If I speak of my foot and show you my feet,
And I give you a boot, would a pair be called beet?
If one is a tooth and a whole set are teeth,
Why shouldn’t the plural of booth be called beeth?

Then one may be that, and three would be those,
Yet hat in the plural would never be hose,
And the plural of cat is cats, not cose.
We speak of a brother and also of brethren,
But though we say mother, we never say methren.
Then the masculine pronouns are he, his and him,
But imagine the feminine: she, shis and shim!

Let’s face it – English is a crazy language.
There is no egg in eggplant nor ham in hamburger;
neither apple nor pine in pineapple.
English muffins weren’t invented in England.
We take English for granted, but if we explore its paradoxes,
we find that quicksand can work slowly, boxing rings are square,
and a guinea pig is neither from Guinea nor is it a pig.

And why is it that writers write but fingers don’t fing,
grocers don’t groce and hammers don’t ham?
Doesn’t it seem crazy that you can make amends but not one amend.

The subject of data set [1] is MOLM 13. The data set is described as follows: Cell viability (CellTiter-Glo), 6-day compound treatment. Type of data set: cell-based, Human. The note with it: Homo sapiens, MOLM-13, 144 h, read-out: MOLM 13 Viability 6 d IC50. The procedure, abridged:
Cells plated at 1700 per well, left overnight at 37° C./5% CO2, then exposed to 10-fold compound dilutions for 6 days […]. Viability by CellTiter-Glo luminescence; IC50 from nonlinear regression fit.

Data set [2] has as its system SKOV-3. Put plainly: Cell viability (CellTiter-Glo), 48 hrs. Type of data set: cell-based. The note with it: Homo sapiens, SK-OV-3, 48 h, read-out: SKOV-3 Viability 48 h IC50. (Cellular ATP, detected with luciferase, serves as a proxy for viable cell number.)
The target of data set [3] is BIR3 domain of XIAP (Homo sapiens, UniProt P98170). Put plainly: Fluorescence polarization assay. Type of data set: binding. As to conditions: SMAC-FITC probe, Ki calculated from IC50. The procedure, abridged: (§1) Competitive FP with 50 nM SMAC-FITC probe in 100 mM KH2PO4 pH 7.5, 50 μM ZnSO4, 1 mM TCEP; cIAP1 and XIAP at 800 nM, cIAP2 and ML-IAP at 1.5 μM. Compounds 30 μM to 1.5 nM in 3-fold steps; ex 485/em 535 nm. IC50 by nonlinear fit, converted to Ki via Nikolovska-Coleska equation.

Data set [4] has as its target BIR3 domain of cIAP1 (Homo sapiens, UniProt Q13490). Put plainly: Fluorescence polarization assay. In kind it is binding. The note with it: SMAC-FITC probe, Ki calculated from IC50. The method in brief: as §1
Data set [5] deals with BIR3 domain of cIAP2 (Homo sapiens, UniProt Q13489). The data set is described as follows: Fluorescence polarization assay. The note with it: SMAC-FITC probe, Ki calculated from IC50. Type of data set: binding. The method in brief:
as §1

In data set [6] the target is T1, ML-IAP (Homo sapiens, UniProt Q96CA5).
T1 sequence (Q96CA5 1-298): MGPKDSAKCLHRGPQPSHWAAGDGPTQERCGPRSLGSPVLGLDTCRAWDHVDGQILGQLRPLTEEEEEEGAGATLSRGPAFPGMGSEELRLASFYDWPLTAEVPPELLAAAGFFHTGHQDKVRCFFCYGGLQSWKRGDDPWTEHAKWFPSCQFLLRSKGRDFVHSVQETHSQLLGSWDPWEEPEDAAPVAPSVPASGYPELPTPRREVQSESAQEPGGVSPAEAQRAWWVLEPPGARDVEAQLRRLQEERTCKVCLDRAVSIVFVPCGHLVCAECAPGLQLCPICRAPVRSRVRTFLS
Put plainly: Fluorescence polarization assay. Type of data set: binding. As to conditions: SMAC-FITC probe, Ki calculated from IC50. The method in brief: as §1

If you have a bunch of odds and ends
and get rid of all but one of them, what do you call it?

If teachers taught, why didn’t preachers praught?
If a vegetarian eats vegetables, what does a humanitarian eat?
Sometimes I think all the folks who grew up speaking English
should be committed to an asylum for the verbally insane.

In what other language do people recite at a play and play at a recital?
We ship by truck but send cargo by ship.
We have noses that run and feet that smell.
We park in a driveway and drive in a parkway.
And how can a slim chance and a fat chance be the same,
while a wise man and a wise guy are opposites?

You have to marvel at the unique lunacy of a language
in which your house can burn up as it burns
down, in which you fill in a form by filling it out,
and in which an alarm goes off by going on.

And, in closing, if Father is Pop, how come Mother’s not Mop?

(I would like to add that if people from Poland are called Poles, then people from Holland should be Holes and the Germans, Germs.)